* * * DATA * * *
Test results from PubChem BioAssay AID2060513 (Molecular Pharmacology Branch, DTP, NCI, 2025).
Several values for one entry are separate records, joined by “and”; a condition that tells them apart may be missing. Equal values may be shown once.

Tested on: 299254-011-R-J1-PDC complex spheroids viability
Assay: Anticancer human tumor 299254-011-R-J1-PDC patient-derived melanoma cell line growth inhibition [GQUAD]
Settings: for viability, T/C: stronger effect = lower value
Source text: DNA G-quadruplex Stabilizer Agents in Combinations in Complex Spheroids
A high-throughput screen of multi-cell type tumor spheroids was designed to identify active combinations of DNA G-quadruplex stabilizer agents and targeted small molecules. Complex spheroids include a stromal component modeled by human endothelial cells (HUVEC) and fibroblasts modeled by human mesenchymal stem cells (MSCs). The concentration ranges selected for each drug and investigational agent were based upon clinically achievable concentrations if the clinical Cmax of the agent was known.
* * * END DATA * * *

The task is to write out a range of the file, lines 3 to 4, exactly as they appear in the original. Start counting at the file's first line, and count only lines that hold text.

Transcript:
Tested on: 299254-011-R-J1-PDC complex spheroids viability
Assay: Anticancer human tumor 299254-011-R-J1-PDC patient-derived melanoma cell line growth inhibition [GQUAD]